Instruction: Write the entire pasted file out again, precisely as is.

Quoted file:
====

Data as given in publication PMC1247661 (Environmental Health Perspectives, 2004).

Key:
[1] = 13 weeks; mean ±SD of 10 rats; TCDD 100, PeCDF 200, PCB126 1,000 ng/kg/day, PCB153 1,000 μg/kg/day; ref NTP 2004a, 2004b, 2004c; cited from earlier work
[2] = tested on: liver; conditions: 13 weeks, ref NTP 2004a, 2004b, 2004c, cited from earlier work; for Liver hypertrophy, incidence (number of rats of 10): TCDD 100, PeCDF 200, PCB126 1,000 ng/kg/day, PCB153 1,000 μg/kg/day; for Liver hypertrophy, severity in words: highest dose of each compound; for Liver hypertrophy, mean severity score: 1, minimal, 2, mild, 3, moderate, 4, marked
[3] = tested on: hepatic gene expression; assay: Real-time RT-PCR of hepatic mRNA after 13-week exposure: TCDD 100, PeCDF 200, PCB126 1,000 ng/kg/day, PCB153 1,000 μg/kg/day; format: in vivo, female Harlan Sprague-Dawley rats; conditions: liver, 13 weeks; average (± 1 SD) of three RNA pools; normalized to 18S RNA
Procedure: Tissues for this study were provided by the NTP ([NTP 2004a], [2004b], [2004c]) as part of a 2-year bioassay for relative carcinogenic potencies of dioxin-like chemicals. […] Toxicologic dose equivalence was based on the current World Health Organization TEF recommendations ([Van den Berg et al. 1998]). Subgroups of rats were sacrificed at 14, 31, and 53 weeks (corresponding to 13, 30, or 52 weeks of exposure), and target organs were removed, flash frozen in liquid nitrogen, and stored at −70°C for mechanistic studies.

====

Data as given in publication PMC1247661 (Environmental Health Perspectives, 2004).

Key:
[1] = 13 weeks; mean ±SD of 10 rats; TCDD 100, PeCDF 200, PCB126 1,000 ng/kg/day, PCB153 1,000 μg/kg/day; ref NTP 2004a, 2004b, 2004c; cited from earlier work
[2] = tested on: liver; conditions: 13 weeks, ref NTP 2004a, 2004b, 2004c, cited from earlier work; for Liver hypertrophy, incidence (number of rats of 10): TCDD 100, PeCDF 200, PCB126 1,000 ng/kg/day, PCB153 1,000 μg/kg/day; for Liver hypertrophy, severity in words: highest dose of each compound; for Liver hypertrophy, mean severity score: 1, minimal, 2, mild, 3, moderate, 4, marked
[3] = tested on: hepatic gene expression; assay: Real-time RT-PCR of hepatic mRNA after 13-week exposure: TCDD 100, PeCDF 200, PCB126 1,000 ng/kg/day, PCB153 1,000 μg/kg/day; format: in vivo, female Harlan Sprague-Dawley rats; conditions: liver, 13 weeks; average (± 1 SD) of three RNA pools; normalized to 18S RNA
Procedure: Tissues for this study were provided by the NTP ([NTP 2004a], [2004b], [2004c]) as part of a 2-year bioassay for relative carcinogenic potencies of dioxin-like chemicals. […] Toxicologic dose equivalence was based on the current World Health Organization TEF recommendations ([Van den Berg et al. 1998]). Subgroups of rats were sacrificed at 14, 31, and 53 weeks (corresponding to 13, 30, or 52 weeks of exposure), and target organs were removed, flash frozen in liquid nitrogen, and stored at −70°C for mechanistic studies.